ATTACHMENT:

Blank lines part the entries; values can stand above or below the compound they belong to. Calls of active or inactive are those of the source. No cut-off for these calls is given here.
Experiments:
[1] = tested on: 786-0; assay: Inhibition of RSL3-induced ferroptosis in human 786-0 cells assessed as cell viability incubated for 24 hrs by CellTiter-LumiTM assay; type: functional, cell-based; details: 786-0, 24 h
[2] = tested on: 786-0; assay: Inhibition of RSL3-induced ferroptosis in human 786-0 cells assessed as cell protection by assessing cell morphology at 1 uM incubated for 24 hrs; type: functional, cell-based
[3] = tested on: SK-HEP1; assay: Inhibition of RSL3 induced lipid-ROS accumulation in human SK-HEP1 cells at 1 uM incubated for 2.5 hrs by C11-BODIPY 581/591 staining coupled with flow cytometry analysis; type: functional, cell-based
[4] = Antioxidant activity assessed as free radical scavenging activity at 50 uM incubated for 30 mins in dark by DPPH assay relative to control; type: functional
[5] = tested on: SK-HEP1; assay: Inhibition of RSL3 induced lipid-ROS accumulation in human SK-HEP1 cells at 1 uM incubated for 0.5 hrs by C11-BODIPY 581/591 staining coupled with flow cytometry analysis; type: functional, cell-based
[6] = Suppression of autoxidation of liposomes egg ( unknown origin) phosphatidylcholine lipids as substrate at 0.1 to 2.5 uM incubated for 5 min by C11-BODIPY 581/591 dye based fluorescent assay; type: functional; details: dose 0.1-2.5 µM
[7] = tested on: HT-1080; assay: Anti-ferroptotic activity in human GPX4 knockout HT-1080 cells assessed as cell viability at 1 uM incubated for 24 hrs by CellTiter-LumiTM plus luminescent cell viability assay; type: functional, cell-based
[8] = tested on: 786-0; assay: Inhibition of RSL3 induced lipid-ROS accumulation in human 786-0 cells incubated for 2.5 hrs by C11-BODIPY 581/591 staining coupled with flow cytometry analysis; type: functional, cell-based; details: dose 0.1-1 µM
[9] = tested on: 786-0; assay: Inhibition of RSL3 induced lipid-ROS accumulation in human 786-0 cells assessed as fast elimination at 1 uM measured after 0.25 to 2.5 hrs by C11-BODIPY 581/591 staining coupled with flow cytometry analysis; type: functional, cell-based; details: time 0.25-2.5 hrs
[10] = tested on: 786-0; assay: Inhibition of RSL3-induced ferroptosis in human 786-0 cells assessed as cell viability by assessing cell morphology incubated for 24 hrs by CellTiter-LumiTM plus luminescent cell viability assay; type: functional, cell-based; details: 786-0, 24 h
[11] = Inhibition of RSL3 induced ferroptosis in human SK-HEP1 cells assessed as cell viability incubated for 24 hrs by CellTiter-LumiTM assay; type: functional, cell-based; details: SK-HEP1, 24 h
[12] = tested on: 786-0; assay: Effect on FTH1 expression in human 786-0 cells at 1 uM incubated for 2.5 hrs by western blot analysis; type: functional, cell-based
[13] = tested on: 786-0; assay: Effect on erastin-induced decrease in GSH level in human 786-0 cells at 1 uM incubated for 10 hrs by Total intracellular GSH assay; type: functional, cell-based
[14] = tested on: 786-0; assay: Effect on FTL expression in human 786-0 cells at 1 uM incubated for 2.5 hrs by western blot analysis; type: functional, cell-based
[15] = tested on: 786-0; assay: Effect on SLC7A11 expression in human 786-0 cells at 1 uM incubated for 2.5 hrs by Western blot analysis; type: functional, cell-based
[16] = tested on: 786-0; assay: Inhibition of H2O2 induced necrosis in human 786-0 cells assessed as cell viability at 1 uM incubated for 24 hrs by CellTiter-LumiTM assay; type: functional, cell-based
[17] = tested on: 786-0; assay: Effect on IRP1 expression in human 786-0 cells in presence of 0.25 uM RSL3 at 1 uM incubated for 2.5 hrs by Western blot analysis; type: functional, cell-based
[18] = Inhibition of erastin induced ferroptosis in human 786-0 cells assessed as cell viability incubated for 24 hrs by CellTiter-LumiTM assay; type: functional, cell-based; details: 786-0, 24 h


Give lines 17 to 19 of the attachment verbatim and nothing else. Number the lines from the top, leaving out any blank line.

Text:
[15] = tested on: 786-0; assay: Effect on SLC7A11 expression in human 786-0 cells at 1 uM incubated for 2.5 hrs by Western blot analysis; type: functional, cell-based
[16] = tested on: 786-0; assay: Inhibition of H2O2 induced necrosis in human 786-0 cells assessed as cell viability at 1 uM incubated for 24 hrs by CellTiter-LumiTM assay; type: functional, cell-based
[17] = tested on: 786-0; assay: Effect on IRP1 expression in human 786-0 cells in presence of 0.25 uM RSL3 at 1 uM incubated for 2.5 hrs by Western blot analysis; type: functional, cell-based